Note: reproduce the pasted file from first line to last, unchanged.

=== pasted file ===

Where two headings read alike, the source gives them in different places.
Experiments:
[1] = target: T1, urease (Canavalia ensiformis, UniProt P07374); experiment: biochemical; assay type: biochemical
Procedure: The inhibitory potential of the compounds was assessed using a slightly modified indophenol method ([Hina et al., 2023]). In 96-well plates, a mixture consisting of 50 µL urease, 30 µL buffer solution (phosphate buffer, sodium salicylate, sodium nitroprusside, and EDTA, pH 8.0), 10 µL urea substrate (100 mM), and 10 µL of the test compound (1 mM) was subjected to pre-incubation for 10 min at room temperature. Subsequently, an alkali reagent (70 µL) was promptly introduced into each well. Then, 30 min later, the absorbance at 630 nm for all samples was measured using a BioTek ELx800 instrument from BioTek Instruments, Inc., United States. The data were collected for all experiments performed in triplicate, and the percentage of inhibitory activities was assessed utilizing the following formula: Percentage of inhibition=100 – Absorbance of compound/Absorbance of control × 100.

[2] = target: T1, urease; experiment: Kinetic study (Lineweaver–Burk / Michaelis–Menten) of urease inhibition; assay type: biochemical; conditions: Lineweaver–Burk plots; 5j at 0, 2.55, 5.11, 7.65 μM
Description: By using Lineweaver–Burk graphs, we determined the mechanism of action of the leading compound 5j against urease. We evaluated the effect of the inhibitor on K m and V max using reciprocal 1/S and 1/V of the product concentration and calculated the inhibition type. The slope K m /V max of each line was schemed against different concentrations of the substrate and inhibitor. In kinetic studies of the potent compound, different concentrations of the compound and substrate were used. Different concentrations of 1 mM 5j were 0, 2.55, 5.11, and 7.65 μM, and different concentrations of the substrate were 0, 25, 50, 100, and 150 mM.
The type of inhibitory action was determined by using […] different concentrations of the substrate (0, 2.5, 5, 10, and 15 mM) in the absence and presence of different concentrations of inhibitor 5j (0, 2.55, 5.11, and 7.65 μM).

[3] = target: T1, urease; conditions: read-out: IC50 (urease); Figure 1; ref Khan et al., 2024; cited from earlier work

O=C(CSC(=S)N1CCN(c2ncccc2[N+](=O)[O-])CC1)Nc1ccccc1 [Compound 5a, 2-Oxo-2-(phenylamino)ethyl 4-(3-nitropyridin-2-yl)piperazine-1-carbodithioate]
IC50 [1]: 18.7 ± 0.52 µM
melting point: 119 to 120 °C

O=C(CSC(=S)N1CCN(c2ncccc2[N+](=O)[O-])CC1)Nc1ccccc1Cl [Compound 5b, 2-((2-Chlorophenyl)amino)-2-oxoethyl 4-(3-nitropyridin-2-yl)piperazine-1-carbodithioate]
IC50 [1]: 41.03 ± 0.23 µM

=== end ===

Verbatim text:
Where two headings read alike, the source gives them in different places.
Experiments:
[1] = target: T1, urease (Canavalia ensiformis, UniProt P07374); experiment: biochemical; assay type: biochemical
Procedure: The inhibitory potential of the compounds was assessed using a slightly modified indophenol method ([Hina et al., 2023]). In 96-well plates, a mixture consisting of 50 µL urease, 30 µL buffer solution (phosphate buffer, sodium salicylate, sodium nitroprusside, and EDTA, pH 8.0), 10 µL urea substrate (100 mM), and 10 µL of the test compound (1 mM) was subjected to pre-incubation for 10 min at room temperature. Subsequently, an alkali reagent (70 µL) was promptly introduced into each well. Then, 30 min later, the absorbance at 630 nm for all samples was measured using a BioTek ELx800 instrument from BioTek Instruments, Inc., United States. The data were collected for all experiments performed in triplicate, and the percentage of inhibitory activities was assessed utilizing the following formula: Percentage of inhibition=100 – Absorbance of compound/Absorbance of control × 100.

[2] = target: T1, urease; experiment: Kinetic study (Lineweaver–Burk / Michaelis–Menten) of urease inhibition; assay type: biochemical; conditions: Lineweaver–Burk plots; 5j at 0, 2.55, 5.11, 7.65 μM
Description: By using Lineweaver–Burk graphs, we determined the mechanism of action of the leading compound 5j against urease. We evaluated the effect of the inhibitor on K m and V max using reciprocal 1/S and 1/V of the product concentration and calculated the inhibition type. The slope K m /V max of each line was schemed against different concentrations of the substrate and inhibitor. In kinetic studies of the potent compound, different concentrations of the compound and substrate were used. Different concentrations of 1 mM 5j were 0, 2.55, 5.11, and 7.65 μM, and different concentrations of the substrate were 0, 25, 50, 100, and 150 mM.
The type of inhibitory action was determined by using […] different concentrations of the substrate (0, 2.5, 5, 10, and 15 mM) in the absence and presence of different concentrations of inhibitor 5j (0, 2.55, 5.11, and 7.65 μM).

[3] = target: T1, urease; conditions: read-out: IC50 (urease); Figure 1; ref Khan et al., 2024; cited from earlier work

O=C(CSC(=S)N1CCN(c2ncccc2[N+](=O)[O-])CC1)Nc1ccccc1 [Compound 5a, 2-Oxo-2-(phenylamino)ethyl 4-(3-nitropyridin-2-yl)piperazine-1-carbodithioate]
IC50 [1]: 18.7 ± 0.52 µM
melting point: 119 to 120 °C

O=C(CSC(=S)N1CCN(c2ncccc2[N+](=O)[O-])CC1)Nc1ccccc1Cl [Compound 5b, 2-((2-Chlorophenyl)amino)-2-oxoethyl 4-(3-nitropyridin-2-yl)piperazine-1-carbodithioate]
IC50 [1]: 41.03 ± 0.23 µM